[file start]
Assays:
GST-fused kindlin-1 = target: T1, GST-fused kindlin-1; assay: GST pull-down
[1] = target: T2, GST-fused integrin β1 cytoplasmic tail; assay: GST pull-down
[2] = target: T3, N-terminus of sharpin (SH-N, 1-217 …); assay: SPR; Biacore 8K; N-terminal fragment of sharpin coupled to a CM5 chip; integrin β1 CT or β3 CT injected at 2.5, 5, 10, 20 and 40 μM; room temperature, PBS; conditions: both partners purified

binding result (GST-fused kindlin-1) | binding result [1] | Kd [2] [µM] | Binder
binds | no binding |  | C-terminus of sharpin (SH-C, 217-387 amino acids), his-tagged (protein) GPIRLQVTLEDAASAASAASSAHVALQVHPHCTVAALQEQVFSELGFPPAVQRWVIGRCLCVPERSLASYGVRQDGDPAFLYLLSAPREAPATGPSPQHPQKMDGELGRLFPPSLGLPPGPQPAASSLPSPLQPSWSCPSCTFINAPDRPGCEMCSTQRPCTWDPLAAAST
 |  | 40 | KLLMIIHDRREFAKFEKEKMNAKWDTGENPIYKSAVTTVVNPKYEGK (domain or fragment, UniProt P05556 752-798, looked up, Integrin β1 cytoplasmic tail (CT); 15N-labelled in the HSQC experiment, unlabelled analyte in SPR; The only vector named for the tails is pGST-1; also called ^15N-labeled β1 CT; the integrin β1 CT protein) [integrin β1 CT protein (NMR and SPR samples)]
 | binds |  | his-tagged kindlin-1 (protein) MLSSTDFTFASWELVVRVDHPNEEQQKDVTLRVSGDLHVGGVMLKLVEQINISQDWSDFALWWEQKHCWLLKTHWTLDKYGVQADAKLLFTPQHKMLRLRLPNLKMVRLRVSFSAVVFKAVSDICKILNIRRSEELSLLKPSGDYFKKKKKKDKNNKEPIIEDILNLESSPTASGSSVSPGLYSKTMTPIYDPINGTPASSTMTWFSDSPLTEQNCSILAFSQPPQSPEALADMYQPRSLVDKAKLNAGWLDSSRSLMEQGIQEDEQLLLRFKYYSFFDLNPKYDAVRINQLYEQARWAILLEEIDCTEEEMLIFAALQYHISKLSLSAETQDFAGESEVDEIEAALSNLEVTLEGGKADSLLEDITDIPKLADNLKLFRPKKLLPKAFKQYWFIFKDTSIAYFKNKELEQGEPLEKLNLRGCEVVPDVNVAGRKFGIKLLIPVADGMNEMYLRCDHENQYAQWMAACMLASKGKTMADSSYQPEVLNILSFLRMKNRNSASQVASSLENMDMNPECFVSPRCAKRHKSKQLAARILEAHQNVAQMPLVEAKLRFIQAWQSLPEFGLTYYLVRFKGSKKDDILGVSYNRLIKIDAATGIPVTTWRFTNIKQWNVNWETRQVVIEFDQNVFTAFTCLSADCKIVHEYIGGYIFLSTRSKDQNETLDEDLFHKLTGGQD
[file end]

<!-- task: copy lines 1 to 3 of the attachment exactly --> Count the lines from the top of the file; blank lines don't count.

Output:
Assays:
GST-fused kindlin-1 = target: T1, GST-fused kindlin-1; assay: GST pull-down
[1] = target: T2, GST-fused integrin β1 cytoplasmic tail; assay: GST pull-down